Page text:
Hypertrophic cardiomyopathy is a genetic disease that can cause extensive myocardial fibrosis (37) (Figure 4). Fibrosis and function impairment are often greatest in the basal septum (38). High late contrast enhancement in MRI is associated with increased risk of sudden cardiac death (39). Interstitial fibrosis is more strongly associated with arrhythmias than replacement fibrosis (37).

Cardiac amyloidosis

Cardiac amyloidosis, also called infiltrating interstitial fibrosis (7, 16), involves deposition of amyloid in the myocardium. In contrast to traditional myocardial fibrosis, the condition arises independently of cardiac stress or load (11). In cardiac amyloidosis, ECG and imaging may yield findings that resemble myocardial fibrosis (low voltage, hypertrophy and signs of fibrosis). Various biomarkers and cardiac MRI can distinguish between the conditions. Cardiac amyloidosis causes severe heart failure with a poor prognosis (26).

Ischaemic heart disease and dilated cardiomyopathy

Non-ischaemic dilated cardiomyopathy and ischaemic heart disease are the two most frequent causes of heart failure and heart transplantation. An increased amount of replacement fibrosis, detected by MRI, is associated with a poor prognosis and severe arrhythmias (7). In dilated cardiomyopathy, fibrosis is frequently located in the midwall with patchy or diffuse distribution (7). Ischaemic replacement fibrosis occurs in transmural or subendocardial locations with regional extension corresponding to the anatomy of the coronary arteries, and can be detected by means of MRI (7). After a transmural myocardial infarction, the myocardium may appear akinetic, thinned and with higher echogenicity on an echocardiogram.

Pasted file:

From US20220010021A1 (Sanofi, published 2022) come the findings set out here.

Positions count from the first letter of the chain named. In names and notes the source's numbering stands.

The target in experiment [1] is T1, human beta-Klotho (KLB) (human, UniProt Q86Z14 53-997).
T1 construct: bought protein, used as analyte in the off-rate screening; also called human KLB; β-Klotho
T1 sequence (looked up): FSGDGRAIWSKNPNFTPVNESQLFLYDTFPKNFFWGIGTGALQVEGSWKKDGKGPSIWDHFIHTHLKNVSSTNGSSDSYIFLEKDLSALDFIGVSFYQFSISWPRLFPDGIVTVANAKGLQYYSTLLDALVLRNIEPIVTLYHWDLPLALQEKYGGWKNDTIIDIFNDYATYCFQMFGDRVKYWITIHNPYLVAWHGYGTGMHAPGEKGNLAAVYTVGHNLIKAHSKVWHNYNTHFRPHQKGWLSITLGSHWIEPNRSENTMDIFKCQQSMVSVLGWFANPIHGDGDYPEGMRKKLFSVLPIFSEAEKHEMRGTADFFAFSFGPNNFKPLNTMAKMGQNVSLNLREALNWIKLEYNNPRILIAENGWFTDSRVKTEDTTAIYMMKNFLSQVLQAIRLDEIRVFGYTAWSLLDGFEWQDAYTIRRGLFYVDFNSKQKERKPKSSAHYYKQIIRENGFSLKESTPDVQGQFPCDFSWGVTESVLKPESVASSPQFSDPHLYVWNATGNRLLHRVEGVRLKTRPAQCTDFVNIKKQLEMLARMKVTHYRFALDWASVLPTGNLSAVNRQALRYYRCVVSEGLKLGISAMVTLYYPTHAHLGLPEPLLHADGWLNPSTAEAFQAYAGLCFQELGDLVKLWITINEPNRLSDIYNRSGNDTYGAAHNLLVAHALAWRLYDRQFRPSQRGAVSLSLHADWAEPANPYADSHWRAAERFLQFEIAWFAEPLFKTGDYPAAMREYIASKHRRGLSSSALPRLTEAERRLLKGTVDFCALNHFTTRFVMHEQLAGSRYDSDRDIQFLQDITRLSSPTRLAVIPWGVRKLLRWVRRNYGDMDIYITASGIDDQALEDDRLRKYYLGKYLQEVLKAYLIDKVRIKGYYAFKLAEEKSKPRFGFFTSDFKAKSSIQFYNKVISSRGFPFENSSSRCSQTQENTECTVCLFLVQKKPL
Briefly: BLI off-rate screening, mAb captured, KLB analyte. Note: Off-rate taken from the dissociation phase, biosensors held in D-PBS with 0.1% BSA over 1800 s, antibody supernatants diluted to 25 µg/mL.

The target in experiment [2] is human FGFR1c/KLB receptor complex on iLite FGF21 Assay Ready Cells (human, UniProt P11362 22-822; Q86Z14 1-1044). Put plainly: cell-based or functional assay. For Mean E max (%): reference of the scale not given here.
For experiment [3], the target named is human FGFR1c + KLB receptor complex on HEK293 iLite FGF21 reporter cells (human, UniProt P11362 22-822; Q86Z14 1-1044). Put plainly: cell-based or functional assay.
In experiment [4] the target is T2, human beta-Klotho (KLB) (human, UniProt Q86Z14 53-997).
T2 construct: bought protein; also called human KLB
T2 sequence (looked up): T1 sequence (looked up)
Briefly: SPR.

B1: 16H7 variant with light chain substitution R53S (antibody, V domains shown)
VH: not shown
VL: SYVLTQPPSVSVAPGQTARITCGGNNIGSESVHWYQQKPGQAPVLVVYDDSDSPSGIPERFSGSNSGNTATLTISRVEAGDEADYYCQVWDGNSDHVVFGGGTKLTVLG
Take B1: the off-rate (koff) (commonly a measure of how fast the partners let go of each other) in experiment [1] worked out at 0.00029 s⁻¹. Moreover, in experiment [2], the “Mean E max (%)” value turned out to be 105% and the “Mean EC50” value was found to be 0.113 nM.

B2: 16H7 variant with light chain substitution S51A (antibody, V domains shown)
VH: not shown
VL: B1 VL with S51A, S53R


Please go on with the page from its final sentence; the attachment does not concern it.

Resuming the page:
Atrial fibrillation

In cases of atrial fibrillation, an increased amount of atrial fibrosis is seen. Severe atrial fibrosis is associated with more frequent attacks of atrial fibrillation, embolic stroke and less efficacy from antiarrhythmic drugs and radio frequency ablation (6, 40, 41). Atrial fibrosis can to a certain extent be detected by means of echocardiography and MRI, where only MRI is validated against histology. (40, 41).

Other conditions

Fibrosis implies a poor prognosis in aortic regurgitation. One study found that the extent of fibrosis in severe aortic regurgitation resembles fibrosis in severe aortic stenosis (31).

Myocardial fibrosis is seen with severe kidney failure, particularly among patients undergoing haemodialysis treatment. Kidney transplant patients have less myocardial fibrosis than patients who undergo haemodialysis, and regression of myocardial fibrosis has been observed after transplantation (16).